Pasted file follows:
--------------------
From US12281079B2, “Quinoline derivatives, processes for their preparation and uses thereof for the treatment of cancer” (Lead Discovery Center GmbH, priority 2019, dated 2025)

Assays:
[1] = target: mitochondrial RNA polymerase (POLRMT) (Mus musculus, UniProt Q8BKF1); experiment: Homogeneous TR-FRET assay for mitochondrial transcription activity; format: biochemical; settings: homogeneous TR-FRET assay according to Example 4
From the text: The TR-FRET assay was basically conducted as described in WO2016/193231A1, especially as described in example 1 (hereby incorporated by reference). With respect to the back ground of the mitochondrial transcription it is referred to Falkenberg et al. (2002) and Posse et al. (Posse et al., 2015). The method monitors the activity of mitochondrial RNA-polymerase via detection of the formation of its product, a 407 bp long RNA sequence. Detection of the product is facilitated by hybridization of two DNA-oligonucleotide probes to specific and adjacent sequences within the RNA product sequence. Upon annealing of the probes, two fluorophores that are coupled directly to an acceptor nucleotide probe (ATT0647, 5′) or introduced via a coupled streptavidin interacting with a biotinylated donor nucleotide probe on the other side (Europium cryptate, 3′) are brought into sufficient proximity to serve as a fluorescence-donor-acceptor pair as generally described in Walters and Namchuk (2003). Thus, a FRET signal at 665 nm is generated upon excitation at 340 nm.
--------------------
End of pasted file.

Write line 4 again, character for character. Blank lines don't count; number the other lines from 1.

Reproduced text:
From the text: The TR-FRET assay was basically conducted as described in WO2016/193231A1, especially as described in example 1 (hereby incorporated by reference). With respect to the back ground of the mitochondrial transcription it is referred to Falkenberg et al. (2002) and Posse et al. (Posse et al., 2015). The method monitors the activity of mitochondrial RNA-polymerase via detection of the formation of its product, a 407 bp long RNA sequence. Detection of the product is facilitated by hybridization of two DNA-oligonucleotide probes to specific and adjacent sequences within the RNA product sequence. Upon annealing of the probes, two fluorophores that are coupled directly to an acceptor nucleotide probe (ATT0647, 5′) or introduced via a coupled streptavidin interacting with a biotinylated donor nucleotide probe on the other side (Europium cryptate, 3′) are brought into sufficient proximity to serve as a fluorescence-donor-acceptor pair as generally described in Walters and Namchuk (2003). Thus, a FRET signal at 665 nm is generated upon excitation at 340 nm.